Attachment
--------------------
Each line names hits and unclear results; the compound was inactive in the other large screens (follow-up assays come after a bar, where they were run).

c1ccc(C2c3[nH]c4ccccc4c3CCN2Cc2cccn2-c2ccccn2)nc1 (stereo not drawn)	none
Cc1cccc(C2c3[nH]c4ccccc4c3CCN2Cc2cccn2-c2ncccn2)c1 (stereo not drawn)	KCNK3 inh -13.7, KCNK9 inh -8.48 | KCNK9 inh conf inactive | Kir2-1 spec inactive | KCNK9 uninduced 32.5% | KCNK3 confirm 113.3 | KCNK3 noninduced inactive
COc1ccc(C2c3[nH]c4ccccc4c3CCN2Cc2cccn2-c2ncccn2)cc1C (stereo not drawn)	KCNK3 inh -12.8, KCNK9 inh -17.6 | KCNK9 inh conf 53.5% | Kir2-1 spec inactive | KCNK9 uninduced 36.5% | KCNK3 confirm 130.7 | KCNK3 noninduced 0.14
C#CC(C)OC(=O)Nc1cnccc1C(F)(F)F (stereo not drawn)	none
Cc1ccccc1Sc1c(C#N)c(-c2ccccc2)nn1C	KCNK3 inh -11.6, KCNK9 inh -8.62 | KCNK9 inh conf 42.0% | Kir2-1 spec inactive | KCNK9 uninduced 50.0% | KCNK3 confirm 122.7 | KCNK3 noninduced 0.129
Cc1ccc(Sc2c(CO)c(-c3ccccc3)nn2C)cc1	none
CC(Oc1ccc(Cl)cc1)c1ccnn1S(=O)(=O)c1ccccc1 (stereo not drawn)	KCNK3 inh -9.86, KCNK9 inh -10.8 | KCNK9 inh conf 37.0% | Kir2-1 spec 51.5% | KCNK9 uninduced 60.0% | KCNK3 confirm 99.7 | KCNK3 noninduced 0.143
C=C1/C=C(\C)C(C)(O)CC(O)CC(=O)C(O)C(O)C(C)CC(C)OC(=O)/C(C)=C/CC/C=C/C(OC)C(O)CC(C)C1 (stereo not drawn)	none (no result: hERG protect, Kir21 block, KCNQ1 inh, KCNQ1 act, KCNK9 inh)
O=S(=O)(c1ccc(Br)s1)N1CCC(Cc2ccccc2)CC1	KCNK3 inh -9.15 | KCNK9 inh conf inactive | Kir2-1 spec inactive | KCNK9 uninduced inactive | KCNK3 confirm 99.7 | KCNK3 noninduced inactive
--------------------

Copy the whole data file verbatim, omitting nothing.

Each line names hits and unclear results; the compound was inactive in the other large screens (follow-up assays come after a bar, where they were run).

c1ccc(C2c3[nH]c4ccccc4c3CCN2Cc2cccn2-c2ccccn2)nc1 (stereo not drawn)	none
Cc1cccc(C2c3[nH]c4ccccc4c3CCN2Cc2cccn2-c2ncccn2)c1 (stereo not drawn)	KCNK3 inh -13.7, KCNK9 inh -8.48 | KCNK9 inh conf inactive | Kir2-1 spec inactive | KCNK9 uninduced 32.5% | KCNK3 confirm 113.3 | KCNK3 noninduced inactive
COc1ccc(C2c3[nH]c4ccccc4c3CCN2Cc2cccn2-c2ncccn2)cc1C (stereo not drawn)	KCNK3 inh -12.8, KCNK9 inh -17.6 | KCNK9 inh conf 53.5% | Kir2-1 spec inactive | KCNK9 uninduced 36.5% | KCNK3 confirm 130.7 | KCNK3 noninduced 0.14
C#CC(C)OC(=O)Nc1cnccc1C(F)(F)F (stereo not drawn)	none
Cc1ccccc1Sc1c(C#N)c(-c2ccccc2)nn1C	KCNK3 inh -11.6, KCNK9 inh -8.62 | KCNK9 inh conf 42.0% | Kir2-1 spec inactive | KCNK9 uninduced 50.0% | KCNK3 confirm 122.7 | KCNK3 noninduced 0.129
Cc1ccc(Sc2c(CO)c(-c3ccccc3)nn2C)cc1	none
CC(Oc1ccc(Cl)cc1)c1ccnn1S(=O)(=O)c1ccccc1 (stereo not drawn)	KCNK3 inh -9.86, KCNK9 inh -10.8 | KCNK9 inh conf 37.0% | Kir2-1 spec 51.5% | KCNK9 uninduced 60.0% | KCNK3 confirm 99.7 | KCNK3 noninduced 0.143
C=C1/C=C(\C)C(C)(O)CC(O)CC(=O)C(O)C(O)C(C)CC(C)OC(=O)/C(C)=C/CC/C=C/C(OC)C(O)CC(C)C1 (stereo not drawn)	none (no result: hERG protect, Kir21 block, KCNQ1 inh, KCNQ1 act, KCNK9 inh)
O=S(=O)(c1ccc(Br)s1)N1CCC(Cc2ccccc2)CC1	KCNK3 inh -9.15 | KCNK9 inh conf inactive | Kir2-1 spec inactive | KCNK9 uninduced inactive | KCNK3 confirm 99.7 | KCNK3 noninduced inactive